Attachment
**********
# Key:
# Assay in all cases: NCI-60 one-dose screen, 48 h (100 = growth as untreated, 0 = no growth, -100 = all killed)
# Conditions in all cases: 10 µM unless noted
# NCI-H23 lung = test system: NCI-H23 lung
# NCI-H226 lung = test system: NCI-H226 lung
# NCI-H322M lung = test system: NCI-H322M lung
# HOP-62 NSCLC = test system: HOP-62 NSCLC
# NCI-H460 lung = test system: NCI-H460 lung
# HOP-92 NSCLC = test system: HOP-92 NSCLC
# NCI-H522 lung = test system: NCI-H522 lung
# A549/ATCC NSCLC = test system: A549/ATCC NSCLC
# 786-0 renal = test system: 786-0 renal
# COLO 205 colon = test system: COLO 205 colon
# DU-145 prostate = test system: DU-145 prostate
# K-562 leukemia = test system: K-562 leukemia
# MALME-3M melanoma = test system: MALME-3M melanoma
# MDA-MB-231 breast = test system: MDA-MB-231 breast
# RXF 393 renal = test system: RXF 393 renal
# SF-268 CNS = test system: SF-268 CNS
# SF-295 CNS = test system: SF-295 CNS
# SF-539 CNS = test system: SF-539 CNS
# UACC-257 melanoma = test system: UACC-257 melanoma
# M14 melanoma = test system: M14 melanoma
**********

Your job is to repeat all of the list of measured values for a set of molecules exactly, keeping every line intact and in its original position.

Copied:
# Key:
# Assay in all cases: NCI-60 one-dose screen, 48 h (100 = growth as untreated, 0 = no growth, -100 = all killed)
# Conditions in all cases: 10 µM unless noted
# NCI-H23 lung = test system: NCI-H23 lung
# NCI-H226 lung = test system: NCI-H226 lung
# NCI-H322M lung = test system: NCI-H322M lung
# HOP-62 NSCLC = test system: HOP-62 NSCLC
# NCI-H460 lung = test system: NCI-H460 lung
# HOP-92 NSCLC = test system: HOP-92 NSCLC
# NCI-H522 lung = test system: NCI-H522 lung
# A549/ATCC NSCLC = test system: A549/ATCC NSCLC
# 786-0 renal = test system: 786-0 renal
# COLO 205 colon = test system: COLO 205 colon
# DU-145 prostate = test system: DU-145 prostate
# K-562 leukemia = test system: K-562 leukemia
# MALME-3M melanoma = test system: MALME-3M melanoma
# MDA-MB-231 breast = test system: MDA-MB-231 breast
# RXF 393 renal = test system: RXF 393 renal
# SF-268 CNS = test system: SF-268 CNS
# SF-295 CNS = test system: SF-295 CNS
# SF-539 CNS = test system: SF-539 CNS
# UACC-257 melanoma = test system: UACC-257 melanoma
# M14 melanoma = test system: M14 melanoma